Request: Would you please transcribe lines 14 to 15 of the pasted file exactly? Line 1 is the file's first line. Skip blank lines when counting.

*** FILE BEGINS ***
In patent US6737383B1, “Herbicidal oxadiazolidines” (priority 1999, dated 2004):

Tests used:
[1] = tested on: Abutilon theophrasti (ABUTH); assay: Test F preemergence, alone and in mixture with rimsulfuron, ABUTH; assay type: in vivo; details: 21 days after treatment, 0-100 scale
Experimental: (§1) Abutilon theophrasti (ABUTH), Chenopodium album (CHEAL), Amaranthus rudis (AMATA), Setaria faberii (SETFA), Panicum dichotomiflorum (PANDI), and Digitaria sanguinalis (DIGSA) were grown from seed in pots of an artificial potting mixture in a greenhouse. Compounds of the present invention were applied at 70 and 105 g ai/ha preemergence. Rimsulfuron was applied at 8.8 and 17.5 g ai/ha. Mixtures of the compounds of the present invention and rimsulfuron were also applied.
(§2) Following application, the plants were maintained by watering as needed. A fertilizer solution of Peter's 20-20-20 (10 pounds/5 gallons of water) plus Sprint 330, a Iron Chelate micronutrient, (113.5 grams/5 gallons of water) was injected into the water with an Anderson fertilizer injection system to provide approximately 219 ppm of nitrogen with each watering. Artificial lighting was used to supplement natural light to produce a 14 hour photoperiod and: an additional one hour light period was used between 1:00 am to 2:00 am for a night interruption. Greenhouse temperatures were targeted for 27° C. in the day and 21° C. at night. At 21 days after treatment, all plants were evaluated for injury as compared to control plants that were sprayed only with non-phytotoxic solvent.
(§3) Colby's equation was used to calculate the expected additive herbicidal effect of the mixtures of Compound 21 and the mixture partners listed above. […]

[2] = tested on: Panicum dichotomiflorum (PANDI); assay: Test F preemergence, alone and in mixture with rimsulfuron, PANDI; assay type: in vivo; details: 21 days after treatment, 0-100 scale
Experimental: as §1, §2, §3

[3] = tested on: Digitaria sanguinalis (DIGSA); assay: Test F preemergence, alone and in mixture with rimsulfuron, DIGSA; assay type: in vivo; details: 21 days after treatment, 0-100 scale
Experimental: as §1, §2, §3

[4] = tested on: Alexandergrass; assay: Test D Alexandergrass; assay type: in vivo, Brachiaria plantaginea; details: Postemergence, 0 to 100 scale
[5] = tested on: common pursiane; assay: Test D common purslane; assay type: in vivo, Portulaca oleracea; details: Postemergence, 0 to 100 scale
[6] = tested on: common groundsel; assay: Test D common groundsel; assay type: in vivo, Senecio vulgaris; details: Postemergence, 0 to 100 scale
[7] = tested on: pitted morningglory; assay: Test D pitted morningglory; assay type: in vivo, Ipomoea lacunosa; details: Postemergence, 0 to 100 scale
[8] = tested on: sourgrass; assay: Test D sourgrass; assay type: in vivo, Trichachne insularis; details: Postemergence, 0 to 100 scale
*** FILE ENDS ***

[7] = tested on: pitted morningglory; assay: Test D pitted morningglory; assay type: in vivo, Ipomoea lacunosa; details: Postemergence, 0 to 100 scale
[8] = tested on: sourgrass; assay: Test D sourgrass; assay type: in vivo, Trichachne insularis; details: Postemergence, 0 to 100 scale